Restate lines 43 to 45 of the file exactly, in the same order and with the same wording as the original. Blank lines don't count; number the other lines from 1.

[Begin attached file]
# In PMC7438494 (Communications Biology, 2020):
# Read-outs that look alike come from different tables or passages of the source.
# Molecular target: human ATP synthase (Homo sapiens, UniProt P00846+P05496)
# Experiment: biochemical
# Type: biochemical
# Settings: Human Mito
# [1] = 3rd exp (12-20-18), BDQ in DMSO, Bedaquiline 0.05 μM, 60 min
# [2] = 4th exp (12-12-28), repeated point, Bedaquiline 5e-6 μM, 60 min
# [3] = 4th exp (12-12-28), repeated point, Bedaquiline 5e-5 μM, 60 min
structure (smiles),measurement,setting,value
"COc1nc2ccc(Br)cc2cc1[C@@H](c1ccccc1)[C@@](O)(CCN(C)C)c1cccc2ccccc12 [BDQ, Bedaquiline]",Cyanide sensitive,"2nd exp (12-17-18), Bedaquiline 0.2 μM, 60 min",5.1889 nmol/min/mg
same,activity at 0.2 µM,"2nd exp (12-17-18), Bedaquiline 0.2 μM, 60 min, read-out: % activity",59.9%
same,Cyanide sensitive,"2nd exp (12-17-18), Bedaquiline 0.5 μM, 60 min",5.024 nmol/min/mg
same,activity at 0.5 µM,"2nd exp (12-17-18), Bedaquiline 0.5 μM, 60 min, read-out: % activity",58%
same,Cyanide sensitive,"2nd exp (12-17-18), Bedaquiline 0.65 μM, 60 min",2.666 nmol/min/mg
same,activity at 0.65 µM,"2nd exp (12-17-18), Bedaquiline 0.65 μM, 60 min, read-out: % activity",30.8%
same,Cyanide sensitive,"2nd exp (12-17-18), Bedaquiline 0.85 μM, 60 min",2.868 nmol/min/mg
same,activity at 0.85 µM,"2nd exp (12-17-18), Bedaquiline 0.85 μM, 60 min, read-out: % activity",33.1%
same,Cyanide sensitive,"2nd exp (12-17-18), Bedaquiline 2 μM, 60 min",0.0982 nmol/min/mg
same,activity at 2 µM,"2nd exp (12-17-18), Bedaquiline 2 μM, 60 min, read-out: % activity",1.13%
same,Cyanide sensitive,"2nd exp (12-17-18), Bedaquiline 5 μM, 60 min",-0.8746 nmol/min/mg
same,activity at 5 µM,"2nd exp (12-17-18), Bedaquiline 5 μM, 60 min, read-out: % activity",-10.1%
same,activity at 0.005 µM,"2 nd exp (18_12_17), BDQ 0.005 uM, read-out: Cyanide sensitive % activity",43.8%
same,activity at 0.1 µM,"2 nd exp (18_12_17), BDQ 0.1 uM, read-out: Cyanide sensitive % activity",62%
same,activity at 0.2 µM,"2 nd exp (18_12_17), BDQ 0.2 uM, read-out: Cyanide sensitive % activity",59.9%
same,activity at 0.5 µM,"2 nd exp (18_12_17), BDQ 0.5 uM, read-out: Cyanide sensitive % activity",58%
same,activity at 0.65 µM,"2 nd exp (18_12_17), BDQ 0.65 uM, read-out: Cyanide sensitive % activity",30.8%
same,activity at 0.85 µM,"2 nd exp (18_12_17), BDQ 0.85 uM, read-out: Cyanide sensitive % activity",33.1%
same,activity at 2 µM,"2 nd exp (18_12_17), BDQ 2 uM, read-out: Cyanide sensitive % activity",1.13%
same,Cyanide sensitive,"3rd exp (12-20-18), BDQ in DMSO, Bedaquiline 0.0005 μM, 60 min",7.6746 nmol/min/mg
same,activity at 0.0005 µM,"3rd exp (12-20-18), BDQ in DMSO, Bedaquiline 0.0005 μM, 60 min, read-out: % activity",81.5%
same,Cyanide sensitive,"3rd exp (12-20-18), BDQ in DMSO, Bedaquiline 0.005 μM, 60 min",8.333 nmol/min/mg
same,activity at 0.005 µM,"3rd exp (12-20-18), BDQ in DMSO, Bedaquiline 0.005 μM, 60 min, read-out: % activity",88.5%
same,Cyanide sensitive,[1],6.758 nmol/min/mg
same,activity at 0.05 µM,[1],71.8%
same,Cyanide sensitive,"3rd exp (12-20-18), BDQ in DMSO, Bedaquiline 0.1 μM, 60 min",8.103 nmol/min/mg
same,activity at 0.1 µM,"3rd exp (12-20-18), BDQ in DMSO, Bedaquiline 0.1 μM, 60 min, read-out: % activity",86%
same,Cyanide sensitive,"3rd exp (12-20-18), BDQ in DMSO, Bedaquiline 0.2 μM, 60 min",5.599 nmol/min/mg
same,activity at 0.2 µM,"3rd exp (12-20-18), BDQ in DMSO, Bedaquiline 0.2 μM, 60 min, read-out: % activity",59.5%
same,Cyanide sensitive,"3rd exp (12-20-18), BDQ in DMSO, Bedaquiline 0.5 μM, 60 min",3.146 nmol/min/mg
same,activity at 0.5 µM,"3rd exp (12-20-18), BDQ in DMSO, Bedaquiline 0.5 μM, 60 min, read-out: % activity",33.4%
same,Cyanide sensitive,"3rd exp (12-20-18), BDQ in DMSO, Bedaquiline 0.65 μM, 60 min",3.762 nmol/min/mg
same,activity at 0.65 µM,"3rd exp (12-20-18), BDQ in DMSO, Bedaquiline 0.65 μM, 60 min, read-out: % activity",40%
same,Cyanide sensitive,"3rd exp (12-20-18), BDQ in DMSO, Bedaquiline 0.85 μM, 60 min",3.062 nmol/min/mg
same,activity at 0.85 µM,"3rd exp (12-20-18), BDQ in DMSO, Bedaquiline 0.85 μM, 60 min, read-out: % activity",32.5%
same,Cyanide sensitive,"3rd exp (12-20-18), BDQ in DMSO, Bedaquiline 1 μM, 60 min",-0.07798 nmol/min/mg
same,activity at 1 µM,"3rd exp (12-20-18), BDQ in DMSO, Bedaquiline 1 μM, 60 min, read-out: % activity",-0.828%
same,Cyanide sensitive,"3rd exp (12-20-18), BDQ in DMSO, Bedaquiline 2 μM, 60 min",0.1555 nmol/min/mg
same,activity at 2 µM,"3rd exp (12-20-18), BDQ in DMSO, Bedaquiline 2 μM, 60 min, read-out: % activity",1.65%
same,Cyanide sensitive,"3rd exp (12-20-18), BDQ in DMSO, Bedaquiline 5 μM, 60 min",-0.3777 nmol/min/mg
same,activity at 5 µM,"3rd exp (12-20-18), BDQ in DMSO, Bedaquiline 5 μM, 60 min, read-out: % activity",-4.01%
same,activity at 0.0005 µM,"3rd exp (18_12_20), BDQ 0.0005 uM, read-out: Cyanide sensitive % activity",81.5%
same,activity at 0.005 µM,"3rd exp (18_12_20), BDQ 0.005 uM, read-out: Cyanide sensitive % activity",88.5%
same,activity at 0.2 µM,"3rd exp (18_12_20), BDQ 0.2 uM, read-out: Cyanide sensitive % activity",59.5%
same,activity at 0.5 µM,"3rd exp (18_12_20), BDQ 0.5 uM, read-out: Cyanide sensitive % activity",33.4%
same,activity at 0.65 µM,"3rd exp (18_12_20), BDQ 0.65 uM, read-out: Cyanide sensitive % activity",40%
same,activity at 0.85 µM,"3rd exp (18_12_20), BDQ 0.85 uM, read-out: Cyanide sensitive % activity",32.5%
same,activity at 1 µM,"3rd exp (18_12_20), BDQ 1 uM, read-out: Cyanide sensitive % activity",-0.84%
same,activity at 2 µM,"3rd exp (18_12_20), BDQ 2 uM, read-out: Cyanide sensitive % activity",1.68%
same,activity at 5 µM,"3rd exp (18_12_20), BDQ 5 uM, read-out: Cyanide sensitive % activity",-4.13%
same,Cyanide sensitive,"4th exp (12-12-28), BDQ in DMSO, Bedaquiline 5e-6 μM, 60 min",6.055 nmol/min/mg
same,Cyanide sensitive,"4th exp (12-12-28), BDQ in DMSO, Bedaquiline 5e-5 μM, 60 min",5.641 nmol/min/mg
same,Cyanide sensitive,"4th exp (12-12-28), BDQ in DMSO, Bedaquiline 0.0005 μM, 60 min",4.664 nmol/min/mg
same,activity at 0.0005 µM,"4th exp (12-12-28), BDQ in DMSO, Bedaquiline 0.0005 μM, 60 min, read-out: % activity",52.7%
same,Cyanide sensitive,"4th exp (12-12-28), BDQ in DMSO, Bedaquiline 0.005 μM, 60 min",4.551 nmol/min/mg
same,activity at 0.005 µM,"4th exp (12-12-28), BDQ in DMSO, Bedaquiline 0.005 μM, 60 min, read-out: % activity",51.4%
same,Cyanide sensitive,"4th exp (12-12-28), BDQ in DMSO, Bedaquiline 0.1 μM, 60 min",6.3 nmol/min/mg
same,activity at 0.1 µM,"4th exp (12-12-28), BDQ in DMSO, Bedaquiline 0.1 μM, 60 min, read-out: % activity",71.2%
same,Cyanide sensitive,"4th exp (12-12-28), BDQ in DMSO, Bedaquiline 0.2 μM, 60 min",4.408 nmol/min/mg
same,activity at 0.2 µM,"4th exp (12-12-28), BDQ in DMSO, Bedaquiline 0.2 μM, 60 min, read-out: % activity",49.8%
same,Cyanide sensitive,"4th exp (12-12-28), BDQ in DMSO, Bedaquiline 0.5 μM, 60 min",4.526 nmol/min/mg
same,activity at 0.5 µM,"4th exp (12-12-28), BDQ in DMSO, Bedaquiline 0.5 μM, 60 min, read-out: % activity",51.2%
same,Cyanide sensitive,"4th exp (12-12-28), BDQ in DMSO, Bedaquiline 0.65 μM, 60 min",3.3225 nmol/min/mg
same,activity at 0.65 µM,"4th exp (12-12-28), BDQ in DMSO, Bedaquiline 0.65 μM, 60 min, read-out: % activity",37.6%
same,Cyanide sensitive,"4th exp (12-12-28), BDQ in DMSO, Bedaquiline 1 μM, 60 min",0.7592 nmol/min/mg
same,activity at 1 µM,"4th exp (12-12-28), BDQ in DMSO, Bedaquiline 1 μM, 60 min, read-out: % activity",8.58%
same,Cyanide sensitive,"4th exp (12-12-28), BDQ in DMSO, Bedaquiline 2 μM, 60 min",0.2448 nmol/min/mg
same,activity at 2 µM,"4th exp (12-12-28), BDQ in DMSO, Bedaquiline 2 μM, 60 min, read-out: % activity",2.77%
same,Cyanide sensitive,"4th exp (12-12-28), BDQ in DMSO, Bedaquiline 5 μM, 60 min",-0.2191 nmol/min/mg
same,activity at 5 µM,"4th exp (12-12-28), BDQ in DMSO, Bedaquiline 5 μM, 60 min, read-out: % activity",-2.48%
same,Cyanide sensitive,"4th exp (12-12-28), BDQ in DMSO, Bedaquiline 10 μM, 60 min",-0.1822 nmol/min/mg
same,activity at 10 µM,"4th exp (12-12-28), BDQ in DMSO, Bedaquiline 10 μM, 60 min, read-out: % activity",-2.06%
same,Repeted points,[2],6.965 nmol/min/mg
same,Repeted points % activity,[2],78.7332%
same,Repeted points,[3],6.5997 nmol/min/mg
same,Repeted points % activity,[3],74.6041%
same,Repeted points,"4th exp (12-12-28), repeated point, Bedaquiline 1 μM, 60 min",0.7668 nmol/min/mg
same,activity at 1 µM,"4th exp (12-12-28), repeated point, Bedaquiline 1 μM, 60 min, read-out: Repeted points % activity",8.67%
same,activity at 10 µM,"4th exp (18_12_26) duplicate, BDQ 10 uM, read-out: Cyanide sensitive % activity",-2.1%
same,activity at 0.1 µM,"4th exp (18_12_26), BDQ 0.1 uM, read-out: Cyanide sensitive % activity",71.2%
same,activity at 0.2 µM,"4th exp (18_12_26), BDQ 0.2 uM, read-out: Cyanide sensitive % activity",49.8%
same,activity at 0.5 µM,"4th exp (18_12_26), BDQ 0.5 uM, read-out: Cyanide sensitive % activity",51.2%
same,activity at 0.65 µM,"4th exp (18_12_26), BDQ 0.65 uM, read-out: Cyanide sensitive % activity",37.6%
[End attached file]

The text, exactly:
same,activity at 0.65 µM,"3rd exp (12-20-18), BDQ in DMSO, Bedaquiline 0.65 μM, 60 min, read-out: % activity",40%
same,Cyanide sensitive,"3rd exp (12-20-18), BDQ in DMSO, Bedaquiline 0.85 μM, 60 min",3.062 nmol/min/mg
same,activity at 0.85 µM,"3rd exp (12-20-18), BDQ in DMSO, Bedaquiline 0.85 μM, 60 min, read-out: % activity",32.5%